The cited cases, and many others collected in the Annotation at 11 ALR3d 737-753, adopt the position of the concurring opinion subscribed to by three of the judges in Lyles. The result of an acquittal by reason of mental disease or defect is a wholly extraneous consideration, not connected with the jury's role in determining factual issues properly before it.
"* * * an instruction of this type allows irrelevant matters to be considered by the jury which may influence its decision aside from the standard of proof by the evidence beyond a reasonable doubt. * * * By instructing a jury on various possibilities of sentence, the court suggests that it should give weight to that possibility in reaching a verdict."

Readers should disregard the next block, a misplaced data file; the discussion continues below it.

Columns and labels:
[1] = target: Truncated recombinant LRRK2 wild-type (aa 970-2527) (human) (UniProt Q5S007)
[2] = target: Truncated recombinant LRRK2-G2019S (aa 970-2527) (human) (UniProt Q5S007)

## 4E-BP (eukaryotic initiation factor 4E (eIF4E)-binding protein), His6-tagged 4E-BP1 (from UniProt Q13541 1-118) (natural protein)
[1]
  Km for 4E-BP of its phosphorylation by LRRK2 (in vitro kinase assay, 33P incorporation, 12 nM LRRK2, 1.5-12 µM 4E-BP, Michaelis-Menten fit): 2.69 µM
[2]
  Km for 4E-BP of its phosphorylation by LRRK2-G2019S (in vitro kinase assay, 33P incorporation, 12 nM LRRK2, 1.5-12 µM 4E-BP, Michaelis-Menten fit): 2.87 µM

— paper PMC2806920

Although the instruction involved in Zuidema concerned potential sentence, while here we deal with commitment following acquittal, the rationale remains the same. The jury's function is to determine the facts relevant to guilt or innocence. It should not concern itself with alternatives available to the court following the verdict. Accordingly, we find no error in the district court's refusal to instruct on this matter.
We have noted the other instructions proposed by defendant which the district court refused to give. Each was either covered by other instructions given or was not appropriate under the evidence in the case.
The judgment of the district court is affirmed.
MR. CHIEF JUSTICE JAMES T. HARRISON and MR. JUSTICES DALY, CASTLES and JOHN C. HARRISON concur.